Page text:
The Weekly View: Submerging Markets
Comment of the Day

March 18 2015

Commentary by David Fuller

The Weekly View: Submerging Markets

My thanks to Rod Smith, Bill Ryder and Ken Liu of RiverFront for their ever-interesting investment letter.  Here is a brief sample:

Asia (China, South Korea, Taiwan and India), in contrast, are net oil importers and benefit from falling energy prices.  Furthermore, many of their largest companies export to the US and are thus helped by a strong dollar, which effectively makes their products cheaper for American buyers.  Thus, Asia ex-Japan is the only EM region with earnings and stocks near record highs, whereas Latin America and Eastern Europe remain well below peak levels.  Valuations in Asia ex-Japan remain near average levels, while we do not expect major currency depreciation among Asian nations, we think they are feeling pressure to weaken their exchange rates.  Therefore, while Asia ex-Japan is our favourite among EM, e prefer DM overall (especially on a currency-hedged basis).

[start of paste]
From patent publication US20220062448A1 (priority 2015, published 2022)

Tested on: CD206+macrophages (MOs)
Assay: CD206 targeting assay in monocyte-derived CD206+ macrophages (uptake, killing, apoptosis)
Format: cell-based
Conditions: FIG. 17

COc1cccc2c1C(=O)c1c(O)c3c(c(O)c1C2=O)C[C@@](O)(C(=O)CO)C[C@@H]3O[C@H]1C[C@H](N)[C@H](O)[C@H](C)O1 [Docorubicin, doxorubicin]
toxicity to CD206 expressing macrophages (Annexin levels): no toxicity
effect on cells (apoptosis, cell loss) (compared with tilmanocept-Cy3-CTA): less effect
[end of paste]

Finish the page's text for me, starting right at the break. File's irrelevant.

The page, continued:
David Fuller's view

Here is The Weekly View.

Well, there is a lot of concern about currencies but is it justified?  People like the US market, backed by the strong USD, but the S&P 500 is only up +1.97% so far this year.  In contrast, the Euro has been the weakest currency but the Euro Stoxx 50 is up +4.55% in USD since QE was announced by the ECB.  It is by no means an exception because the French CAC is +5.64%, German DAX +9.03%, Italian MIB +6.43%, Holland’s AEX +4.92% and Sweden’s OMX +5.53%, all in USD terms so far this year.  In the Asia-Pacific region, Japan’s Nikkei 225 is +11.63%, Australia’s ASX 200 + 4.14%, China’s Shanghai Comp +10.16%, Taiwan’s TAIEX +4.83%, South Korea’s KOSPI +4.94% and India’s SENSEX +5.65%, again all in USD this year.

Yes, these numbers have swung around quite a bit in somewhat volatile conditions, but I will continue to point out that the strong Dollar, which appears to have reached at least a near-term peak in the last week, has been a headwind for US equities.  In contrast, QE, which seems to worry so many commentators, has been a strong tailwind for Europe recently and Japan for somewhat longer.  That said, short-term overbought conditions are evident.  China’s monetary policy is also more stimulative.  


Back to top

You need to be logged in to comment.

New members registration